The technology was presented at ECOC last month and was announced in press-release form Thursday.
Fujitsu's scheme uses Semiconductor Optical Amplifiers (SOAs) to boost upstream traffic. Four of these sit in the PON remote node, each one serving 32 incoming lines. That gives the remote node a split ratio of 1:128 as opposed to the more normal 1:32.
The key is that the SOAs activate only when an upstream burst of traffic arrives. That limits the noise the amplifiers add to the line -- noise being a big problem in normal SOA deployments, according to Fujitsu. The company also says it's got a way to fabricate the four amplifiers in one module, which could help save space in the remote node.
Why this matters
The number of potential PON endpoints is increasing, not only because of broadband buildouts but because PONs are being considered for new roles such as mobile backhaul and data-center interconnections. Fujitsu further argues that cloud computing will cause more stuff to get attached to the network in general, which would imply that more PON endpoints could emerge wherever PONs are being built.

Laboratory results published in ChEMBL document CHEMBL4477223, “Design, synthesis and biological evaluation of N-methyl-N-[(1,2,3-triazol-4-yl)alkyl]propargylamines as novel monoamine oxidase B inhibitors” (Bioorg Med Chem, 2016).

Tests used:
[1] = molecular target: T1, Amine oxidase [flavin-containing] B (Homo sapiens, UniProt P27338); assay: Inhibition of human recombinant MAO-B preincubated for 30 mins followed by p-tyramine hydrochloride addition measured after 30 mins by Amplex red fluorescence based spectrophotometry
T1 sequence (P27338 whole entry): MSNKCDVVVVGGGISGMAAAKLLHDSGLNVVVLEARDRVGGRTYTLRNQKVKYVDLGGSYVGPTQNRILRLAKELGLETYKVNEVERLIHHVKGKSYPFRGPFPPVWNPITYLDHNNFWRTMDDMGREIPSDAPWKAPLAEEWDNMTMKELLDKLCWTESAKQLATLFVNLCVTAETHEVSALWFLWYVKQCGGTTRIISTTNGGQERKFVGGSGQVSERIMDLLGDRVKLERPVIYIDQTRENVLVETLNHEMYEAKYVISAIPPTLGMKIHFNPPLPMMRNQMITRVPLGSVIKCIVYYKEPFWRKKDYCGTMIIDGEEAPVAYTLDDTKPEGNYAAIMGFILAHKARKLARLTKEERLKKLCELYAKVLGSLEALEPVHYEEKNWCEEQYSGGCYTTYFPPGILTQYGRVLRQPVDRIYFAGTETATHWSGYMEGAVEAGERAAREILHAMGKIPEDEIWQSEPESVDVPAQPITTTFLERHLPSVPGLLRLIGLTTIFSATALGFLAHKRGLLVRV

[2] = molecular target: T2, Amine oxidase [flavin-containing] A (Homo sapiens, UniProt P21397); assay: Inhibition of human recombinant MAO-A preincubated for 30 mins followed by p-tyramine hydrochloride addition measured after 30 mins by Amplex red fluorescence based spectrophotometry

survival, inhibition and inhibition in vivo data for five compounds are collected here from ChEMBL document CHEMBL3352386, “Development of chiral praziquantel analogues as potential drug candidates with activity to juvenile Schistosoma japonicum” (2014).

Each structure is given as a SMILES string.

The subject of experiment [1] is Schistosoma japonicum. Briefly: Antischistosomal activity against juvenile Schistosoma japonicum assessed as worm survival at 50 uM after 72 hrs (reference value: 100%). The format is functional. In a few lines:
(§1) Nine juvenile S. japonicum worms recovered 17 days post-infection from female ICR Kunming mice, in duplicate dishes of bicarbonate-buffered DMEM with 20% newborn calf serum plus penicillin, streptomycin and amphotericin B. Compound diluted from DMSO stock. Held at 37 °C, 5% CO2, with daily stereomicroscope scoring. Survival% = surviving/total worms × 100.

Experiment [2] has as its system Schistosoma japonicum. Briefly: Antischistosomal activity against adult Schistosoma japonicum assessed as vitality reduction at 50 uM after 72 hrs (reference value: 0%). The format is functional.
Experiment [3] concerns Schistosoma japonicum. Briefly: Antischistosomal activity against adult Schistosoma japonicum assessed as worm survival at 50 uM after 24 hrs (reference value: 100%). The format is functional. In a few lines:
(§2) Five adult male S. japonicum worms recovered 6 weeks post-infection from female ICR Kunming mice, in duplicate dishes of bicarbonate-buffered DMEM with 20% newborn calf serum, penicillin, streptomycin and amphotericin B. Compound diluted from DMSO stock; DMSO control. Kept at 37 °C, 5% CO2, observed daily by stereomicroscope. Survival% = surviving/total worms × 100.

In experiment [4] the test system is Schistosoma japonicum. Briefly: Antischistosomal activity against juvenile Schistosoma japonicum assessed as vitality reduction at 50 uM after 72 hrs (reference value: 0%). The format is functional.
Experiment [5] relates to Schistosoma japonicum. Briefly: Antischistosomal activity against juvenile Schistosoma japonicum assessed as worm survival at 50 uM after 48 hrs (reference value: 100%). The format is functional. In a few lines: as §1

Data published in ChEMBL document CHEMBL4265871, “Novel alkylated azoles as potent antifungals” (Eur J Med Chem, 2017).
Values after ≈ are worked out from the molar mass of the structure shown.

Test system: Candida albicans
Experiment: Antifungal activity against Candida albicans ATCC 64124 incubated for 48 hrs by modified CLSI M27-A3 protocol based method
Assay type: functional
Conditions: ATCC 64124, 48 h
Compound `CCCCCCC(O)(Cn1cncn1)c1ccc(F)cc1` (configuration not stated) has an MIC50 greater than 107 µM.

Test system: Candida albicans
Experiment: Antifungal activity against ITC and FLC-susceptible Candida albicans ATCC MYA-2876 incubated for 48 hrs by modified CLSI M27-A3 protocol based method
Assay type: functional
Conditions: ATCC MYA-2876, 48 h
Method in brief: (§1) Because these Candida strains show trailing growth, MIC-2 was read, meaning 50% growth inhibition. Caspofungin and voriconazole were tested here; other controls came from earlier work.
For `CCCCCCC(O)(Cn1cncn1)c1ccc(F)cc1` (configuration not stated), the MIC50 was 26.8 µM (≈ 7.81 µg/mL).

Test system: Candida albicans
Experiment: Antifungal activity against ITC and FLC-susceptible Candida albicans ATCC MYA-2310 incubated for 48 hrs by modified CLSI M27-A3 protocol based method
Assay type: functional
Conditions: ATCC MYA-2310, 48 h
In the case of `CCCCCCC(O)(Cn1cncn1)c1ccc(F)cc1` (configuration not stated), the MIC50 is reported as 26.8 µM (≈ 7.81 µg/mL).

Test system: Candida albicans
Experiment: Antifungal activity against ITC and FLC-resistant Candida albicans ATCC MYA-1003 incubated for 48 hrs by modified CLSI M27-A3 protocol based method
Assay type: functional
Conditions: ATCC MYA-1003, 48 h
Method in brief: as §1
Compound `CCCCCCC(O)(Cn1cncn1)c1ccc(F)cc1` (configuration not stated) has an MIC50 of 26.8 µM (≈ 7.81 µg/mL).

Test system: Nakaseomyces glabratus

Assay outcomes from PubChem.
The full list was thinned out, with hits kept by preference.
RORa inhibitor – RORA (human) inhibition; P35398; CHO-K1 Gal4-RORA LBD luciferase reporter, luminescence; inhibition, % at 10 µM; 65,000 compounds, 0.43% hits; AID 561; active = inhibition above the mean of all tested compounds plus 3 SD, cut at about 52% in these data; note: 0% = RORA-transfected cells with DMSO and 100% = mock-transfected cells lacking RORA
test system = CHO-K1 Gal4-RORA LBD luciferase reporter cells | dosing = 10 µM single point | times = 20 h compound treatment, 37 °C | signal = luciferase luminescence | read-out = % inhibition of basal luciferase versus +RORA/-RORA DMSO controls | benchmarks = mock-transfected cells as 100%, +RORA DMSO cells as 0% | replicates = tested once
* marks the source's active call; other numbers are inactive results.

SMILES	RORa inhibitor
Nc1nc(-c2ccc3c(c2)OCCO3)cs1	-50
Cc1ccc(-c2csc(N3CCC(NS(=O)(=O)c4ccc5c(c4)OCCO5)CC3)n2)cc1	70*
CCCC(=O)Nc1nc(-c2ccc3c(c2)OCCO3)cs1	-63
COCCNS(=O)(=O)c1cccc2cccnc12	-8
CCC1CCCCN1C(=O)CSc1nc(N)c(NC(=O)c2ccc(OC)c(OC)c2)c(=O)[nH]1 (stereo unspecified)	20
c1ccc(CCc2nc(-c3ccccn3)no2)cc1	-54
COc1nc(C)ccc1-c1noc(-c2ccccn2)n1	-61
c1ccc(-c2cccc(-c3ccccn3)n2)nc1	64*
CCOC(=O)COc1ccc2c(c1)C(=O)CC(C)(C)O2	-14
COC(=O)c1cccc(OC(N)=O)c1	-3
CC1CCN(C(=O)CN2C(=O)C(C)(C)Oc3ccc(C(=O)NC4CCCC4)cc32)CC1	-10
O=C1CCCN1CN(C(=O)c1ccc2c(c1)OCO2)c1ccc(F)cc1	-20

One way to scale PONs accordingly would be to increase the split ratio. A 1:128 ratio has been discussed for some time; Fujitsu's proposal just sounds like it could make that concept a little more practical.
Some recent tidbits about the progress of fiber access:
- Huawei Prototypes 40G PON
- BroadLight's XGPON Made Available
- Business Services Now FTTH Focus
- BBWF 2011: Who Needs FTTH?
— Craig Matsumoto, West Coast Editor, Light Reading